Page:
Democrats enjoy first major victories of Trump era
Governorship wins in Virginia and New Jersey as voters reject provocative Republican campaigns
Virginia governor-elect Ralph Northam walks onstage to celebrate his election at George Mason University in Fairfax, Virginia. Photograph: Cliff Owen/AP
Voters delivered their first forceful rebuke of President Donald Trump and his party on Tuesday night, with Democrats exploiting Mr Trump’s deep unpopularity to capture the governorships in Virginia and New Jersey and make significant inroads into suburban communities that once favoured the Republican Party.
The Democratic Party’s crowning success of the night came in Virginia, where Ralph Northam, an understated physician and army veteran, won a commanding victory for governor, overcoming a racially charged campaign by his Republican opponent and cementing Virginia’s transformation into a reliably Democratic state largely immune to Trump-style appeals.
Mr Northam was propelled to victory over Ed Gillespie, the Republican nominee, by liberal and moderate voters who were eager to send a message to Mr Trump in a state that rejected him in 2016. The campaign between a pair of low-key, establishment politicians was brought to life when Mr Gillespie injected a handful of wedge issues, from immigration to Confederate iconography, into the race. But voters in Virginia’s affluent and highly educated urban centres overwhelmingly rejected those tactics, handing Mr Northam enormous margins in the state’s most vote-rich localities.
The Democrats’ electoral validation, though, took place well beyond the Virginia governor’s race: They wrested the governorship of New Jersey away from Republicans, swept two other statewide offices in Virginia and made gains in the Virginia legislature, and won a contested mayoral race in New Hampshire.
In New Jersey, Philip Murphy, a former Goldman Sachs executive, won the governorship by a vast margin that brought an unceremonious end to governor Chris Christie’s tumultuous tenure. In both Virginia and New Jersey, voters rebuffed a wave of provocative ads linking immigration and crime, suggesting the limitations of hard-edge tactics in the sort of affluent and suburban communities that are pivotal in next year’s midterm elections.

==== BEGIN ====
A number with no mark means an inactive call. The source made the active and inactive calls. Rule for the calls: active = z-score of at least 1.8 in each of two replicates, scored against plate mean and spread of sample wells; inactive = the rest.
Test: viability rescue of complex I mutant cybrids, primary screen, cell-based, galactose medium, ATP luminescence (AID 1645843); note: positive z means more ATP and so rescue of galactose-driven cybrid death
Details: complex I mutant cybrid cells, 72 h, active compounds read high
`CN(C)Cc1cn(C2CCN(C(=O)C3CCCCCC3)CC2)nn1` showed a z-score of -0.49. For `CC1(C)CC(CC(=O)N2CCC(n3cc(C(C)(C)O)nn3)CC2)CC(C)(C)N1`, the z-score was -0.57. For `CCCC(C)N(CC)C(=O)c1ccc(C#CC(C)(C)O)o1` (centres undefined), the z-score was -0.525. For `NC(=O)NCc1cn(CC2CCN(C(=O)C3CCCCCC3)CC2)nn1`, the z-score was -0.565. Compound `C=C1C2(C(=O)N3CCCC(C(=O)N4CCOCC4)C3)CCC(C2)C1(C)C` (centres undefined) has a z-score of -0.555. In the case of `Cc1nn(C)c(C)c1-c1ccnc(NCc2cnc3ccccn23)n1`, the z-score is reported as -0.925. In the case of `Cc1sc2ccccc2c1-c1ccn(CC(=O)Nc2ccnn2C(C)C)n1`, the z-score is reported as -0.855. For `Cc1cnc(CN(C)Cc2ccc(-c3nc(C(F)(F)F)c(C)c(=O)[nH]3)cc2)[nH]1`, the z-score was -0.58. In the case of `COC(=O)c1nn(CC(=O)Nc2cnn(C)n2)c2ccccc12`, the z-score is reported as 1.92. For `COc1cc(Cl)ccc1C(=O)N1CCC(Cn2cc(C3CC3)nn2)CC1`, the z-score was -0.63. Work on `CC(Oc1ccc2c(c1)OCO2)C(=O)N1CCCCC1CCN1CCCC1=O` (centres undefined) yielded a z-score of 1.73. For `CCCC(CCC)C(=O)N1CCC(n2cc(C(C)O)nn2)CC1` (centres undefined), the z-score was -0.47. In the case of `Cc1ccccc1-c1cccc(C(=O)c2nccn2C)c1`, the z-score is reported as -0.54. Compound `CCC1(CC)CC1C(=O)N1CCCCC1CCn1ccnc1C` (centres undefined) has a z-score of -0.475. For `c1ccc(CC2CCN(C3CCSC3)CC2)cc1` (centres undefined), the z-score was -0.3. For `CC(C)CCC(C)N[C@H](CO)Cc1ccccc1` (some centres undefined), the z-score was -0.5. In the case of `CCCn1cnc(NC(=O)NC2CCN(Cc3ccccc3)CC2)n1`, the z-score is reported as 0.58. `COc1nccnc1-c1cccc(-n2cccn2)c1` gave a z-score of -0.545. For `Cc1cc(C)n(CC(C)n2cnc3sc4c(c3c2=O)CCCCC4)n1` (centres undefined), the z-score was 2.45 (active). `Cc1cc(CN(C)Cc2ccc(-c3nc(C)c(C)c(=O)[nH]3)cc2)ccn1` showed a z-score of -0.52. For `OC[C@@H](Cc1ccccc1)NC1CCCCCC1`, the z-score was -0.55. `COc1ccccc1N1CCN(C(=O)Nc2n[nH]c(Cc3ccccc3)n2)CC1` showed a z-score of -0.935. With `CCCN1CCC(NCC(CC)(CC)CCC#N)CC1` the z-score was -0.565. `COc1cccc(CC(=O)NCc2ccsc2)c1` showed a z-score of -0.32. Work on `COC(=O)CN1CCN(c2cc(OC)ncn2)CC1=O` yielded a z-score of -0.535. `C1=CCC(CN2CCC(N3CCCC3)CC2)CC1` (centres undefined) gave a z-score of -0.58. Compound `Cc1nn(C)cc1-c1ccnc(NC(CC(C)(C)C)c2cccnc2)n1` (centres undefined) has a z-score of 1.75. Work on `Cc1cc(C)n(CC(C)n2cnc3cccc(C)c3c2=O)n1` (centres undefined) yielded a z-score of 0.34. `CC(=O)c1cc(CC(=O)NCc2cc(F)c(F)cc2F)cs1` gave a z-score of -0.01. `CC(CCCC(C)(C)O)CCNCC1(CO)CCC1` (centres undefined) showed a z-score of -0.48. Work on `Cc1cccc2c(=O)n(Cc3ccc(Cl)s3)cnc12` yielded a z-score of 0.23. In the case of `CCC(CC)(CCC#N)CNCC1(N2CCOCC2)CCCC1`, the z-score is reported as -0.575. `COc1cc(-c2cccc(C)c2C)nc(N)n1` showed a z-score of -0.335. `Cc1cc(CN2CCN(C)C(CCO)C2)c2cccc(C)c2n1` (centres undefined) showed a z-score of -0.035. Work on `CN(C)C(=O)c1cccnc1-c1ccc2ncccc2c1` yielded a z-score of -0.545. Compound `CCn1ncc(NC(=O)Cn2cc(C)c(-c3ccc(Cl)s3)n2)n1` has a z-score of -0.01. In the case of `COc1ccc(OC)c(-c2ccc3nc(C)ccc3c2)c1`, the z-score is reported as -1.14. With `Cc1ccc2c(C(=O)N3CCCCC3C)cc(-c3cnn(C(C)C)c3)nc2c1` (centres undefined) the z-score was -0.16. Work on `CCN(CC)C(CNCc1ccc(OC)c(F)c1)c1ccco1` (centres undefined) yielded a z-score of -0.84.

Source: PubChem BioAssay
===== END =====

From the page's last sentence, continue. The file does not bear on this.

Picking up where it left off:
Even though Republicans in the two states mirrored Mr Trump’s grievance-oriented politics, they kept him at arm’s length: He became the first president not to appear for gubernatorial candidates in either state since 2001, when George W Bush shunned the trail after the September 11th attacks.
Since then, four of the five governors Virginia has elected have been Democrats. Mr Northam’s victory also handed Democrats a stronger hand to block any Republican attempts at gerrymandering after the next census, in 2020. US
Republican Scott Taylor said he considered the Democratic sweep in Virginia a repudiation of the White House. He faulted Mr Trump’s “divisive rhetoric” for propelling the party to defeat, and said he believed traditionally Republican-leaning voters contributed to Mr Northam’s margin of victory.
“I do believe that this is a referendum on this administration,” Mr Taylor said of the elections. “Democrats turned out tonight, but I’m pretty sure there were some Republicans who spoke loudly and clearly tonight as well.”
Channelling the shock of Republicans across the state, Mr Taylor voiced disbelief at the party’s rout down ballot. “I know folks that lost tonight who were going against candidates I’d never even heard of,” he said.
Mr Trump was quick to fault Mr Gillespie for keeping his distance, writing on Twitter while travelling in South Korea that the Republican candidate “did not embrace me or what I stand for”.
Mr Gillespie made no mention of Mr Trump in his concession speech, and alluded only in passing to the explosive themes that he wielded as a candidate. Ticking off kitchen-table issues he campaigned on, Mr Gillespie noted his supporters were worried about “safety for themselves and their families and their businesses”, among other concerns.
Addressing supporters in a hotel ballroom, Mr Gillespie tried to tack a courteous finale on to a rough-and-tumble race, offering his assistance to Mr Northam going forward. “I wish him nothing but the best success,” Mr Gillespie said.
Mr Northam’s victory was a tonic to an anxious national party that has been reeling since Mr Trump’s win last year and was demoralised by losses in special House elections in Montana and Georgia. – New York Times